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Assessing the Feasibility of Market-based Air Pollution Control: A Preliminary Look at the Indian Power Sector. Mausami Desai Office of Atmospheric Programs U.S. Environmental Protection Agency. Better Air Quality (BAQ) 2004 Jaypee Palace Hotel Agra, India December 8, 2004.

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Assessing the Feasibility of Market-based Air Pollution Control: A Preliminary Look at the Indian Power Sector

Mausami Desai

Office of Atmospheric Programs

U.S. Environmental Protection Agency

Better Air Quality (BAQ) 2004

Jaypee Palace Hotel

Agra, India

December 8, 2004

overview

Picture courtesy of salon.com

Overview
  • Description of a hypothetical example assessing the potential for cap & trade (C&T) in a developing country
india mbis
India & MBIs
  • Numerous examples in India considering the case for market-based instruments (MBIs) for pollution control:
    • 1994 = National Institute of Public Finance and Policy (NIPFP) study
    • 1997 = Evaluation of Market-based Instruments for Industrial Pollution Abatement : Task force report
    • 2001 = Intl workshop on Economic Instruments for Industrial Pollution Prevention and Control in India
    • 2002 = Workshop on Exploring Applications of Market-Based Air Pollution Control in the Indian Power Sector
    • 2004 National Environmental Policy Statement “Use of economic prinicples in environmental decision-making”
india s power sector
India’s Power Sector
  • Common theme in the reports to date => pilots/experiments should be initiated
  • Power sector is largest source of pollution
  • Possible pilot option? => Cap and trade of SO2 for power plants
designing environmental policies
Designing Environmental Policies
  • There are several necessary steps to implementing a successful cap & trade program

Implement Program

Implement Program

Design Program

Design Program

Outline Goal

Assess Policy Options

Outline Goal

Identify & Assess Problem

cap trade feasibility study
Cap & Trade Feasibility Study

Two main parts:

  • Assessment
    • Define the problem
    • Define the goal
    • Is C&T the right tool?
  • Program Design
    • Setting Cap
    • Allocation
    • Measurement
    • Legal & Institutional
defining the problem in india power sector so 2 emissions
Defining the Problem in India: Power Sector & SO2 Emissions
  • Why focus on SO2?
    • Ambient concentrations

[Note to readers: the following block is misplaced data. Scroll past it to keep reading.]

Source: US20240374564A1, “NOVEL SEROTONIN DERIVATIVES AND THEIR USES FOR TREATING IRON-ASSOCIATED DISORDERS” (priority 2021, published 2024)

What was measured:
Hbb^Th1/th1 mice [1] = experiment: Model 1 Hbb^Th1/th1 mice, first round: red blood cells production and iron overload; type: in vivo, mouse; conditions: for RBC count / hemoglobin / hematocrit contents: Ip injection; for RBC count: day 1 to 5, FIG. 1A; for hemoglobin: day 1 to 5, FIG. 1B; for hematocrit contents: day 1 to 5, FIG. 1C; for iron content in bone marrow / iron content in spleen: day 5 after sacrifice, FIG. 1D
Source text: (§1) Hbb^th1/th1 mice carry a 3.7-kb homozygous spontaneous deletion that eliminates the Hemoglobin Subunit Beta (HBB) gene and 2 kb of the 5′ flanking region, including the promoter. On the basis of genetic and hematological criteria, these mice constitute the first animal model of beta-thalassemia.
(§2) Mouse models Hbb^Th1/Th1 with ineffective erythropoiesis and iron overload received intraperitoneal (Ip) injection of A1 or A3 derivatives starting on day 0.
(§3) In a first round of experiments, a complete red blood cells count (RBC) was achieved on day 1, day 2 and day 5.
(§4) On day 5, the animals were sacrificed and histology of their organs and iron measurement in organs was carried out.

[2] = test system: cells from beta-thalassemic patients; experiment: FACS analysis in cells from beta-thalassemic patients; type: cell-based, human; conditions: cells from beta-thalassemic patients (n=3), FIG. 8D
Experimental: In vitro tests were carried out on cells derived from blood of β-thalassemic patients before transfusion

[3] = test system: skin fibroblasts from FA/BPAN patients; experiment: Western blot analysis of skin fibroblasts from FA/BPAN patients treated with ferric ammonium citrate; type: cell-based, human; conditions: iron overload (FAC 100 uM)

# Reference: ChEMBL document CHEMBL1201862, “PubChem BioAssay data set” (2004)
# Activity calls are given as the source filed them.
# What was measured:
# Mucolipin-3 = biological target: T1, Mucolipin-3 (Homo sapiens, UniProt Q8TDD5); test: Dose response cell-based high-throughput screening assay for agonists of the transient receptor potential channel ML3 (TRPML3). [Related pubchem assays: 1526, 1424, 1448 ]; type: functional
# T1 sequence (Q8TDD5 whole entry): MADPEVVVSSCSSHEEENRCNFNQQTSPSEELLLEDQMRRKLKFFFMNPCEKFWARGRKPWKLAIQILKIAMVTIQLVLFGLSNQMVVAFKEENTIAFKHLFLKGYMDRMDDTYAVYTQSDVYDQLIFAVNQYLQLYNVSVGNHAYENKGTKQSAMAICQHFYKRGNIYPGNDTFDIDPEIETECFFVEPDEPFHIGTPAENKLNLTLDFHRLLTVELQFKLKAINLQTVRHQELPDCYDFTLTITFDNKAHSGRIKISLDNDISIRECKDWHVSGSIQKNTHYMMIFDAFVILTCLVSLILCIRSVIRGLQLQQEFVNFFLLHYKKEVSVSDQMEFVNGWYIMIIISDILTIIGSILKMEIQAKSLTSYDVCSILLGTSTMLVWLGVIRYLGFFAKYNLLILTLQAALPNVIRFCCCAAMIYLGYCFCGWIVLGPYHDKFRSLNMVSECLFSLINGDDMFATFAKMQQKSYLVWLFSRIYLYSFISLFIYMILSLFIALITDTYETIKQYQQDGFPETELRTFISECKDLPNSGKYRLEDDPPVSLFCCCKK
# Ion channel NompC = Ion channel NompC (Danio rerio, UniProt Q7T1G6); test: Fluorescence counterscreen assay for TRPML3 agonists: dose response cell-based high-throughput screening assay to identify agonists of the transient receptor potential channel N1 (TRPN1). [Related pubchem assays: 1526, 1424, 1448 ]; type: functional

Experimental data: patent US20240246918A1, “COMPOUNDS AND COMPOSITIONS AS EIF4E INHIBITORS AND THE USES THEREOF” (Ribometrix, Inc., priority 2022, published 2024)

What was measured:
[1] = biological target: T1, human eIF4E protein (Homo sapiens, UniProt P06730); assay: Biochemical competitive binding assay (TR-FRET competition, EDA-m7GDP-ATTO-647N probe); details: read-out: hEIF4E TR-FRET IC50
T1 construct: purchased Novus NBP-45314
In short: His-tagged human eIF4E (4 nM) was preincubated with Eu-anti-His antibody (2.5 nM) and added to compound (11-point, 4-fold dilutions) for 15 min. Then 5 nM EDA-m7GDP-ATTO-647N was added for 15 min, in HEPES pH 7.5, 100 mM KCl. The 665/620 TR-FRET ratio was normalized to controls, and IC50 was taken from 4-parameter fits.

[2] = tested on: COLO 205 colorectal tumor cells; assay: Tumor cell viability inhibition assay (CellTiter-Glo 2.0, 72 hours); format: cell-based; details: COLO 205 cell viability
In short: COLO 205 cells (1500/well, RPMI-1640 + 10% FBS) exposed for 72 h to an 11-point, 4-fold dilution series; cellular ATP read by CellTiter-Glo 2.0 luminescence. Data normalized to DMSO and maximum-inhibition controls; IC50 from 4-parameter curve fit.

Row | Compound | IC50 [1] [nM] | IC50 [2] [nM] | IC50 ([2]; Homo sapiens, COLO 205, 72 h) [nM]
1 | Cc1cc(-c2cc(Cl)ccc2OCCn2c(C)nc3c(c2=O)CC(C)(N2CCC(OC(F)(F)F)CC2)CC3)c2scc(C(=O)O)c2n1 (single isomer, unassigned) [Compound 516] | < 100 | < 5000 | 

mostly meet national standards

    • India has relatively

low-sulfur coal

BUT….

    • Continued growth in demand and continued dominance of coal, with concurrent growth in emissions
defining the problem in india projected emissions
Defining the Problem in India:Projected emissions
  • Current annual emissions: 2.45 million tonnes
  • Projected power sector SO2 emissions by academic research, TERI, and government agencies
    • In 2009-2010, 4.69 million tonnes/yr(Bhattacharya and Mitra 1998, TERI 1996)

 In 2014-2015, 5.38 million tonnes/yr (World Bank 1998)

  In 2050, 32.6 million tonnes/yr (CPCB 2004/CEA/NTPC)

defining the problem in india linking so 2 emissions pm and public health
Defining the problem in India: Linking SO2 Emissions, PM, and Public Health
  • Sulfur dioxide emissions are transformed in the atmosphere to sulfates, which contribute to particulate pollution
  • RSPM is very high in India, yet unknown portion is PM2.5
    • Fine particulates have major health impacts
defining the problem in india emission sources
Defining the problem in India:Emission sources
  • Comprehensive national inventory for SO2 – not yet available
    • 89% of SO2 emissions (t/d) are generated from power plants (CPCB 2002, 2004)
    • 82% of SPM (t/d) emissions are generated from power plants (CPCB 2002, 2004)
  • Academic work: Reddy and Venkataraman (2002); Garg A, Kapshe, Shukla, and Ghosh (2002); Garg, A. et al (2001)
    • 79% of PM2.5 is from utilities (estimated for 1996-97 by Reddy and Venkataraman 2002)
defining the problem in india emission sources cont
Defining the problem in India:Emission sources (cont.)
  • Preliminary analyses suggest Secondary sulfates and nitrates form some fraction of RSPM (PM10) and PM2.5 (ESMAP 2004, CPCB)
defining the goal in india
Defining the goal in India
  • Currently only stack height requirements for SO2 in power sector
  • Emissions standards expected Dec. 2005
  • Very little data on cost-curve of abatement options
  • Some benefits information
    • E.g. WB studies
next steps is cap trade the right tool
Next Steps: Is Cap & Trade the Right Tool?
  • Is flexibility appropriate?
      • Depends on pollutant
  • Do sources have different control costs?
      • Unknown, but variety of different vintages
  • Are there sufficient sources?
      • 88 thermal power plants, NTPC = 20
      • 13 coal-based, 7 gas-based
next steps is cap trade the right tool1
Next Steps: Is Cap & Trade the Right Tool?
  • Are measurement capabilities sufficiently accurate and consistent?
    • Power sector may already be moving to Continuous Emission Monitors (CEMs)
    • CEMs costs have come down rapidly
    • Non-CEMs options w/add’l QA/QC
pilot program in india
Pilot Program in India?
  • Institutional capacity in power sector varies widely; some segments w/ high capacity
    • E.g. NTPC/CenPEEP
  • SO2 may be low risk option since not yet shown to be significant problem
  • ‘Virtual’ programs possible
    • E.g. PEMEX, BP
for more information
For more information...
  • Forthcoming, “Assessing the Feasibility of Market-based Air Pollution Control: A Preliminary Look at the Indian Power Sector”
    • Katherine Grover, US EPA
    • Mausami Desai, US EPA

http://www.epa.gov/airmarkets/international/tools.pdf

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